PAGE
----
Of late, within a span of one-month doctors in Madhya Pradesh, Rajasthan and now Delhi (Safdarjung hospital) have gone on strike. Let us hope that as torch of commonwealth games after traveling the nook and corner of country ended its journey in Delhi, so does this series of strikes end with this Safdarjung strike. Let the States (health being state subject) and Center take a concerted decision, if required with intervention of Judiciary, and ensure that there is no more occurrence, even if it calls for imposing ban on strikes by doctors, as it is for police. There have been enough deaths due to lackadaisical attitude of strikers and government without actually fixing accountability. If we can easily shirk from being accountable to deaths in our country, then fixing accountability for other misdemeanors like financial irregularity etc is a far cry.

Surprisingly, one thing in common in all cases of these sporadic calls of strike is that they were instigated by incidents involving individuals. A doctor facing wrath of some patient, their attendant or some incident outside hospital premises. The main agenda of striking doctors is seeking preventive mechanism put in place where the chances of human error of others (mind it, not theirs) is totally eradicated. They wish, whosoever comes in their contact should behave like robots, dancing to their tune, non-complaining, bereft of racing passions for their wards, vehicles having the sense to discriminate between doctors and other citizens in case of accidents (as in Bhopal) and the like. What a genuine demand it is. The expected rule is, people encountering doctors should be immune to their (doctors) misdeeds and they (doctors) misdoing with impunity, as the reality of ‘Human is to err’ is applicable only to them. I fail to understand how can one case of misbehavior with a doctor be threat to whole breed of doctors. Is it not a solace for them to analyze the ratio of their conflict to numbers of patients they attend, when the situation around is witnessing exponential rise of physical offence in the community. They still are most respected lot in the community. Let them not threaten this perception by foolish acts of overstressed youngsters.

When are we going to understand the importance of essential services? Is there any comparison between loss of more than sixty patients in Rajasthan and misbehavior with one doctor (an instigating factor). Is there need to orient doctors towards ‘patient-customer dealing’. No doubt, they have to have exceptional tolerance power. It may be hundredth patient for the doctor in that particular day but for the attendants of patient it is matter of life and death of his near and dear one, and for him at that moment world is limited to that patient. So, it is quite natural to have charged passions. I hope better sense will prevail and this ill thought of trend will come to an end, once and for all. A utopian wish though. Amen!

Monday, July 12, 2010

Plausible dimensions of naxalite surrender

Plausible dimensions of naxalite surrender

The news of a naxalite couple surrendering before Balaghat police ran for two days, in HT Live, Bhopal dated July 05 and July 06, 2010. The story said ‘disillusioned’ naxalite couple surrendered to police. Interestingly, the reason quoted for the man to join naxalite cadre was simple- disgruntled over misbehavior by an educational caretaker, followed by failed redressal at home. The man was a child, only 13, when he was inducted into the ranks of insurgents. On trying to read between the lines and analyzing the whole story, we can discern following dimensions.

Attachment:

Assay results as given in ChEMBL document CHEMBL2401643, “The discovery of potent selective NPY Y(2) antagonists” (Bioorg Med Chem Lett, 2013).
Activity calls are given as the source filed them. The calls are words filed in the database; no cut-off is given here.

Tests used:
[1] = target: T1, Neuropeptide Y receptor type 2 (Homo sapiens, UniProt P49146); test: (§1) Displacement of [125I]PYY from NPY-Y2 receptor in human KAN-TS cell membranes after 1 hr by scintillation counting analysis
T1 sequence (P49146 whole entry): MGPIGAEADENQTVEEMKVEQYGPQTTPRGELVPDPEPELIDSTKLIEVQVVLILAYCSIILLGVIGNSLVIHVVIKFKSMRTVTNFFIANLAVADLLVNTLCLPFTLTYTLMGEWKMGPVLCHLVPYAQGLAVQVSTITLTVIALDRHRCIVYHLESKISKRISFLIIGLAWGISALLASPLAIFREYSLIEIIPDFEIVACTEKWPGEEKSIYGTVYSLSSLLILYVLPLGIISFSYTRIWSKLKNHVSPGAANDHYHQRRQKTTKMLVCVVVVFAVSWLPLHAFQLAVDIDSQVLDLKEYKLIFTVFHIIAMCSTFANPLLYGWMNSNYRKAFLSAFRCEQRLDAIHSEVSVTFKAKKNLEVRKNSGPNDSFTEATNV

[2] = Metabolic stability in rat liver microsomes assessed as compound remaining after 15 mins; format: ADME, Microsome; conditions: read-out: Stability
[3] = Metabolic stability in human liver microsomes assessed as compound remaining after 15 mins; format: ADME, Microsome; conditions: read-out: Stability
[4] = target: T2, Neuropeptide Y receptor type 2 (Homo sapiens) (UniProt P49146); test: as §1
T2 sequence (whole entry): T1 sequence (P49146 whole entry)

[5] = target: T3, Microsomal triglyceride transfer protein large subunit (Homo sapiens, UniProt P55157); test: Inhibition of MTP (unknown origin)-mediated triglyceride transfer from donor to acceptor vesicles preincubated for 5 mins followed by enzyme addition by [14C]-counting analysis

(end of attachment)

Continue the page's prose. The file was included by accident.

First, the age of recruitment is alarming. It indicates the presence of child soldiers. The presence of child soldiers has been conspicuous in LTTE cadre, amongst Jihadis in Afghanistan, Liberia and many African countries, and other places, but not much mentioned about presence in Naxalites. Not that there has never been a concern, but to what extent is worrying. The recruitment of child soldiers in naxalite cadre may be basically through three methods. One- children are forcefully picked (can have trafficking perspective also) and trained to wage war against the State. Perhaps, through proper brain washing mechanism Stockholm syndrome is developed in these victims converting them into hardliners, and astute soldiers. Second- a well organized, planned campaign is resorted to with the help of well-wishing, sympathizing organizations, agencies and individuals having presence in tribal belts. They become the recruiting agencies or at the least counselors for recruitment. This is by selling the ideology. And, the last- a disgruntled child may run haywire due to falling system and try to find solace under their umbrella, which has already become a symbol of power and resource (as has been reported in this surrender case). Now it becomes important to ascertain the magnitude of hapless children within the rank and file of naxalites. At least the story has pointed at the tip of the iceberg. What method of engaging children is prevalent in a particular area depends on socio-economic conditions and availability of support system to the recruiting agency.

Second dimension of the story is that there are fissures in that dreaded organization. All is not well on that side. The disillusionment must be more in intensity than realized. Can that be exploited by the State agency for their benefit. Quite obviously, the naxalite set up must be having strict rules and regulations to follow. Already few reasons resulting in disenchanted was exposed in the story, like vasectomy, continuous living hardship, high threat perception etc. Can this daring act of the couple be replicated? The aspect of rehabilitation and publicizing the benefits on the other side of fence to the alienating members can make some inroads.